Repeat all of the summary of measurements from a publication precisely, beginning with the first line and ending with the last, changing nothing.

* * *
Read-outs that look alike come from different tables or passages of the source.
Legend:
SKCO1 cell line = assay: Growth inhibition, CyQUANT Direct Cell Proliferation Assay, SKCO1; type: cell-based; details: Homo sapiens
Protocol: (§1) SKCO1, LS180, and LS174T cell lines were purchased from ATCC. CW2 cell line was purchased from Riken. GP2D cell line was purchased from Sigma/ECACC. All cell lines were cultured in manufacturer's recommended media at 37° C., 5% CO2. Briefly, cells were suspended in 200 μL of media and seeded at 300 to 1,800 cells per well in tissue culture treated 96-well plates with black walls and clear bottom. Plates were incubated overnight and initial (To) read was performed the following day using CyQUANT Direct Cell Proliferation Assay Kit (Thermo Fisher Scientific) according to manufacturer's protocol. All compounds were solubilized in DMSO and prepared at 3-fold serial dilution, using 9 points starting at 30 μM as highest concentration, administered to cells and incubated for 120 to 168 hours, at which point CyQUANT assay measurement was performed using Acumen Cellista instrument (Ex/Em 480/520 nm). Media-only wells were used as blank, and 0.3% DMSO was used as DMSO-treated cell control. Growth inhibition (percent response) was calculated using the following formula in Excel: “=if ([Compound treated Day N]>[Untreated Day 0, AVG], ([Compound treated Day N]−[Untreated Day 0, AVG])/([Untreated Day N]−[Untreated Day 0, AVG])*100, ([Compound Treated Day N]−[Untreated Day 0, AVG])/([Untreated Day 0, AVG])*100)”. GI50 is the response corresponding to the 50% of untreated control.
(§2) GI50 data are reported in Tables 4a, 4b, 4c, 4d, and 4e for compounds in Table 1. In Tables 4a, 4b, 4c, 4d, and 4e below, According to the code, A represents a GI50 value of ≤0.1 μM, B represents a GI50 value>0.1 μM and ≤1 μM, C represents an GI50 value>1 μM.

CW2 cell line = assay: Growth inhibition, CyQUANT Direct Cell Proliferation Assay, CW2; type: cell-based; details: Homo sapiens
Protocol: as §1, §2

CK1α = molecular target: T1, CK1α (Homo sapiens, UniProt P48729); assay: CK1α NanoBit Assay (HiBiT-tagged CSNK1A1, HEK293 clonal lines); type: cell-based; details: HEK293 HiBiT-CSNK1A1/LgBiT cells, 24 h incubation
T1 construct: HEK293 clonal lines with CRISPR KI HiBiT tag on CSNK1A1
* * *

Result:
Read-outs that look alike come from different tables or passages of the source.
Legend:
SKCO1 cell line = assay: Growth inhibition, CyQUANT Direct Cell Proliferation Assay, SKCO1; type: cell-based; details: Homo sapiens
Protocol: (§1) SKCO1, LS180, and LS174T cell lines were purchased from ATCC. CW2 cell line was purchased from Riken. GP2D cell line was purchased from Sigma/ECACC. All cell lines were cultured in manufacturer's recommended media at 37° C., 5% CO2. Briefly, cells were suspended in 200 μL of media and seeded at 300 to 1,800 cells per well in tissue culture treated 96-well plates with black walls and clear bottom. Plates were incubated overnight and initial (To) read was performed the following day using CyQUANT Direct Cell Proliferation Assay Kit (Thermo Fisher Scientific) according to manufacturer's protocol. All compounds were solubilized in DMSO and prepared at 3-fold serial dilution, using 9 points starting at 30 μM as highest concentration, administered to cells and incubated for 120 to 168 hours, at which point CyQUANT assay measurement was performed using Acumen Cellista instrument (Ex/Em 480/520 nm). Media-only wells were used as blank, and 0.3% DMSO was used as DMSO-treated cell control. Growth inhibition (percent response) was calculated using the following formula in Excel: “=if ([Compound treated Day N]>[Untreated Day 0, AVG], ([Compound treated Day N]−[Untreated Day 0, AVG])/([Untreated Day N]−[Untreated Day 0, AVG])*100, ([Compound Treated Day N]−[Untreated Day 0, AVG])/([Untreated Day 0, AVG])*100)”. GI50 is the response corresponding to the 50% of untreated control.
(§2) GI50 data are reported in Tables 4a, 4b, 4c, 4d, and 4e for compounds in Table 1. In Tables 4a, 4b, 4c, 4d, and 4e below, According to the code, A represents a GI50 value of ≤0.1 μM, B represents a GI50 value>0.1 μM and ≤1 μM, C represents an GI50 value>1 μM.

CW2 cell line = assay: Growth inhibition, CyQUANT Direct Cell Proliferation Assay, CW2; type: cell-based; details: Homo sapiens
Protocol: as §1, §2

CK1α = molecular target: T1, CK1α (Homo sapiens, UniProt P48729); assay: CK1α NanoBit Assay (HiBiT-tagged CSNK1A1, HEK293 clonal lines); type: cell-based; details: HEK293 HiBiT-CSNK1A1/LgBiT cells, 24 h incubation
T1 construct: HEK293 clonal lines with CRISPR KI HiBiT tag on CSNK1A1